This post is somewhat a departure from my normal blog posts. Rather than being an informational article, this is more of a direct appeal for help. This appeal comes from Michelle, a visitor to the My Dear Whippet blog, regarding her adopted Beagle Whippet.
Michelle came across my article about the Beagle Whippet mix. After reading it, she sent me a direct message with questions about her recently adopted “Whipbeagle“. Her message was so detailed and heartfelt, I felt it deserved a post in its own right. My hope with this is to generate some feedback from other readers to help Michelle and her predicament.
With this in mind, please take some time to read Michelle’s story. If you have some advice for her about her Beagle Whippet, please leave it in the comment section at the bottom of this page.
So here’s what Michelle had to ask…
Michelle & Her Adopted Beagle Whippet
Last week I took in a Whipbeagle from a foster organization. She came from a tragic situation (homicide/suicide) and was in the house at the time and naturally has left her traumatized. However, she is very loving towards me but as you can imagine very skittish to noises.
Two weeks ago I had to say goodbye to my 14 year old mixed Yorkie and as you can imagine it’s heartbreaking. My 12 year old male mixed Yorkie and I have felt empty without Kelsie.
I received a call from the foster organization a week ago asking if I would be interested in providing Daisy a nice quiet environment. Considering the circumstances and knowing she needed a quiet peaceful environment it felt like the right thing to do and it has turned out to be so.
After reading your blog I understand her a little better. Naturally, I still have questions about her breed and common characteristics. I have discovered that she likes wrapping herself in covers with only her head exposed… if that.
Is this common for this breed or is it perhaps due to her recent trauma?
Also, I read that they can suffer from separation anxiety after 4 to 5 hours. I have found that to be true. She can’t get close enough to me when I return home from work. Unfortunately I have to work 10 hour days, and although my Sammy is home with her I can definitely feel her anxiety when I return home.
She’s a great dog that’s totally trained to go outside, she hasn’t torn up anything this past week except my bedding that she makes a cocoon out of…lol! She is 4 years old and came to me with the name Daisy. Considering her circumstances and the void she’s filling for me and my boy, I feel it was the grace of God that we have found one another.
I would like to change her name to Grace but I don’t want to confuse her. I would like for her to have a new beginning and not hear that same name that was given to her nor do I want to say it.
Do you feel that would be appropriate?
I have learned that her mama loved her very much and I don’t want to confuse her anymore than she already has been. I’ve tried it out on her the last day or so and she responds but I don’t know if that’s just because I’m speaking to her. And yes, I do plan on keeping her 😊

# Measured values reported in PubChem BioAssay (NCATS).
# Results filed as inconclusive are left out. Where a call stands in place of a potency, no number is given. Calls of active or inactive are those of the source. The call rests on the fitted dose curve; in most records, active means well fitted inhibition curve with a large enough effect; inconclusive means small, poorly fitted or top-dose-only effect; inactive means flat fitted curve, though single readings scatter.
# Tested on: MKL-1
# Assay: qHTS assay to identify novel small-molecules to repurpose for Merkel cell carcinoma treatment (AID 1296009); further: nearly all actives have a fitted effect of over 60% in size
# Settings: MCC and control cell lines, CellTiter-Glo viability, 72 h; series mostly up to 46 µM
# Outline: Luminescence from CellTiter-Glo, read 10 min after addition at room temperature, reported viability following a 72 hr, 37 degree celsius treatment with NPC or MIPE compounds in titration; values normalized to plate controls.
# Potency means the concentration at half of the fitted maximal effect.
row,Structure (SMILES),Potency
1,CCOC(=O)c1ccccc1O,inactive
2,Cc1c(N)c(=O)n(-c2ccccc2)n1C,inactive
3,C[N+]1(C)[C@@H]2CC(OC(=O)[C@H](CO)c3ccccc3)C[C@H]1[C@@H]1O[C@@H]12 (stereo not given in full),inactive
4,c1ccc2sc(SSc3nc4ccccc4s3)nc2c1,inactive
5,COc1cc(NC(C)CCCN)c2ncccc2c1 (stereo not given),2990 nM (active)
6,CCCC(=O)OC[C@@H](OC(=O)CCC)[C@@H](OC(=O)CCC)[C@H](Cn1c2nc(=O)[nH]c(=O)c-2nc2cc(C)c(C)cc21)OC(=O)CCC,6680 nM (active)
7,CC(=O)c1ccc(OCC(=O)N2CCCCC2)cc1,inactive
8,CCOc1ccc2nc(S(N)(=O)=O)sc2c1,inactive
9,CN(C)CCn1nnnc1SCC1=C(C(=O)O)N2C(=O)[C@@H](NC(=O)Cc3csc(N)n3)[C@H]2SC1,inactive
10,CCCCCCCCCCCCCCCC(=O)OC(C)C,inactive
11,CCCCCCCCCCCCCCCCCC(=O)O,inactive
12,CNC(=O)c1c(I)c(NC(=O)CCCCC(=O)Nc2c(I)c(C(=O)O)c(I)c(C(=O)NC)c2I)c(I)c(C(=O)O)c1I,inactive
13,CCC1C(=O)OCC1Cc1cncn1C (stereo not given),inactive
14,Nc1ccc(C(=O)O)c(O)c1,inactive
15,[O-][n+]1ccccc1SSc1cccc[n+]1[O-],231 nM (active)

Any thoughts and suggestions would be most appreciated!
If you have any advice or guidance for Michelle and her Beagle Whippet, please provide it in the comment section at the very bottom of this page.
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Tim Sanders says
Can I start by saying what a gorgeous looking girl you’ve got there! Would it be at all possible to elaborate on the noise sensitivity? What sort of loud noises have you seen her react to? What is her reaction? Is she asleep or dozing before reacting to the noise?
Whippets, grey hounds and other boney dogs are famed for their love of comfort so nesting in a bed like yours is very common.
I’m not sure what to advise about the separation anxiety beyond saying if she’s not destructive or howling/annoying neighbour’s then you should be ok. I’ve friends who hand set up cameras in their houses so they can check on their dogs but I think that’s more owner anxiety than dog anxiety.
My dogs name was changed for her to have a new start and also I didn’t find her old name appropriate. It caused no issues for the dog.
I just wanted to reply because although your dog has been through a lot none of the things you’ve mentioned is causing alarm bells to go off in my head.
Ruth Wright says
Try calling her Gracie which sounds very much like Daisy. Then you can slowly change to Grace. She will respond
Erna Thomas says
Hi Michelle, I adopted a Beagle/Harrier cross 6 weeks ago after my Beagle boy died in January. I’m no expert but my little girl is called Poppy. She has been used to breed and has been abused but I’m not sure of the details but she is very traumatized when out in the world. A couple of people suggested I change Poppy’s name simply because they didn’t like the name. I don’t know if she associates the name with her trauma. My view is that her name is part of her identity and who she is as it is for all of us. Her name is irrelevant to my wanting to give her a loving home where she is cared for and respected for who she is. I just want to help her overcome her traumatic experiences as much as is possible and give her the life she deserves. For what it’s worth I believe your Daisy is still Daisy. Best of luck with her whatever you decide. She’s lucky she found you!